One part of the exhibition seemed to be simply occupied with difference vessels that the Aztecs kept human hearts in… they were a war obsessed people, bloody and brutal but also brilliant and beautiful. Since I was a child I have been obsessed with ancient and indigenous cultures – this museum covers both.
The photo below shows the blades that the Aztecs used to cut themselves when they scarified themselves to the gods. The photo below that of the ‘cute’ animal was a vessel to keep human hearts in it. Blood, sacrifice and heart – another good way of understanding Mexico City.
While in Mexico City I visit markets, restaurants, folk craft shops, galleries. The food is amazing – though I keep it relatively bland due to prior food poisoning, the markets are an excitement of colour and culture, the crafts are beautiful and the galleries – amazing.
On my final day I visit a classical gallery with an exhibition about Melancholy and Mexican Artists. I find the exhibition a mixture of comforting and distressing. How universal and timeless melancholy is… I imagine even the Aztecs felt it. The second gallery is modern art and there is a beautiful sound installation which involves a series (maybe 50) machetes hitting off one another. It reminds me of a story I heard in Tijuana about someone being threatened by getting light off a machete shone in their eye…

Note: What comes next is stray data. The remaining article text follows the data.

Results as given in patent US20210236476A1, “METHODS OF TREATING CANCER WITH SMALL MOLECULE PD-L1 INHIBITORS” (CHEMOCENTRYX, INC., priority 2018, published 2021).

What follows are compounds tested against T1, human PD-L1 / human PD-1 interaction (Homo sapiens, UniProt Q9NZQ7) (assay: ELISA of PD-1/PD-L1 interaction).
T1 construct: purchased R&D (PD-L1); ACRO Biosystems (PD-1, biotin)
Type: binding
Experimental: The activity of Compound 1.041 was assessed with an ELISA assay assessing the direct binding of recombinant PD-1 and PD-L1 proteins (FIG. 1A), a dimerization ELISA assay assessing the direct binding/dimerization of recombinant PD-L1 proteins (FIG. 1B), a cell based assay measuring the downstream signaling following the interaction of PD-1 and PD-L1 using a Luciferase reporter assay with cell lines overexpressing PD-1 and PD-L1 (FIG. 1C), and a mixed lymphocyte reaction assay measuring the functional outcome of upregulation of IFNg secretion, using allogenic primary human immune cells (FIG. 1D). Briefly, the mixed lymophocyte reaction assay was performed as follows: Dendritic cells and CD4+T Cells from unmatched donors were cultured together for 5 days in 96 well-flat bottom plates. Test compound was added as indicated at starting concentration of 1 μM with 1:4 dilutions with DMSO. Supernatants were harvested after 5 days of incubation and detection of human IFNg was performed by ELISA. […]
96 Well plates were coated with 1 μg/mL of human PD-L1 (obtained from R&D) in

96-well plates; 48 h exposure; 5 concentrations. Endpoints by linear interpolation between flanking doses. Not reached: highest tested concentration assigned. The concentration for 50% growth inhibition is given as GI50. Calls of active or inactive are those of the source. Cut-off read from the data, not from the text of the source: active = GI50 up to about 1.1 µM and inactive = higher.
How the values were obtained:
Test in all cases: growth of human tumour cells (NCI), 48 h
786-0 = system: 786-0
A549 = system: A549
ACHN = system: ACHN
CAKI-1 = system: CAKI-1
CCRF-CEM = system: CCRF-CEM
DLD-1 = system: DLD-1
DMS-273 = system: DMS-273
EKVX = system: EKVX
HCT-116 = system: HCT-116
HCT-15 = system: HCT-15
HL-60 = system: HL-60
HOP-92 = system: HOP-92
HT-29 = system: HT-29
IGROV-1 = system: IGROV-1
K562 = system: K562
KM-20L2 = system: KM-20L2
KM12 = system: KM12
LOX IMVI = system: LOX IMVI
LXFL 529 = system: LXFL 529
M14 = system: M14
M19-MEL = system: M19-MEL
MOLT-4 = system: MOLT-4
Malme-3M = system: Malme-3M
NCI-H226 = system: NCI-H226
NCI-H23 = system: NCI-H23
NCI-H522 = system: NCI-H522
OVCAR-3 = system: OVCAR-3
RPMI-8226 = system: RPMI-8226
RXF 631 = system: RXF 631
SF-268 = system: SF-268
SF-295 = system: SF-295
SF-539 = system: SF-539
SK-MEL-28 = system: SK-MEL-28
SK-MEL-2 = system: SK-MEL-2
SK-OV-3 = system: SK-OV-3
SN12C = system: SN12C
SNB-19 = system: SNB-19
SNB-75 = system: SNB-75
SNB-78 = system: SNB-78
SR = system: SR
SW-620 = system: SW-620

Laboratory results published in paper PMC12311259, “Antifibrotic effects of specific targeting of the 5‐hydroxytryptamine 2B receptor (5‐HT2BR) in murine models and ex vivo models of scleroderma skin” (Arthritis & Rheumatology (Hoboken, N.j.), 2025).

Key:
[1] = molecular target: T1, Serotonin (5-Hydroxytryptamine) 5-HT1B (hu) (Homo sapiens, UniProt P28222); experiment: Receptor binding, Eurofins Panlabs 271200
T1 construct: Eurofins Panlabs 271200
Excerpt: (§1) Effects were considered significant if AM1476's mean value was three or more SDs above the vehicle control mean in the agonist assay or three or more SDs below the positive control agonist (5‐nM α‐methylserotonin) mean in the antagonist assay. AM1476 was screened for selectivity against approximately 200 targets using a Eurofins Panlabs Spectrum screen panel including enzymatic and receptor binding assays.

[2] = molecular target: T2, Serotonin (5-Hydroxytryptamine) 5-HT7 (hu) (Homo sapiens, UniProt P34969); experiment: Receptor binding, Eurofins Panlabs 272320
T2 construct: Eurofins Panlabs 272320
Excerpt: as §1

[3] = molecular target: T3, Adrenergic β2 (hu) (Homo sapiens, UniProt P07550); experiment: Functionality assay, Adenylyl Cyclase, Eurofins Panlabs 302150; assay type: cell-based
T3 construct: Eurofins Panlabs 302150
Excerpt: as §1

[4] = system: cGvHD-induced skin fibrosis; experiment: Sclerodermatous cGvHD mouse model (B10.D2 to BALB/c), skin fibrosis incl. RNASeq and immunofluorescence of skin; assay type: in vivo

Mexico City is wondrous. I love it. In many ways it’s not a city but a country. It’s VERY different to the rest of Mexico. People tell me that because of narco-gangs it’s becoming increasingly unsafe. One interesting thing is how UBER taxis have helped Mexico City become safer. Taxi’s were a known point of kidnapping and violence. UBER is cheaper, safer and organised in a way the yellow cabs aren’t – it’s making life possible. Which makes me feel less bad for using them in other cities… I should say I never felt unsafe in Mexico City.
I met some brilliant people in there – artists of all sorts, mostly people who work in theatre. They shared their thoughts and time with me – which I am very grateful. I also had the opportunity to see Ximena’s new play which was brilliant and ambitious and thrilling but I am going to save that for another blog… I have a lot to write about! And not much time… but as I said, I think that is a good thing.
I am very aware that I am collecting thoughts and opinions and images that I don’t feel like I can share in any useful way at the moment… but that too is for another blog.
What to say about Mexico City?
It’s monstrous and magnificent, it’s moving (forward, mostly), it’s blood, it’s heart, it’s ancient and ambitious. It’s fucking massive.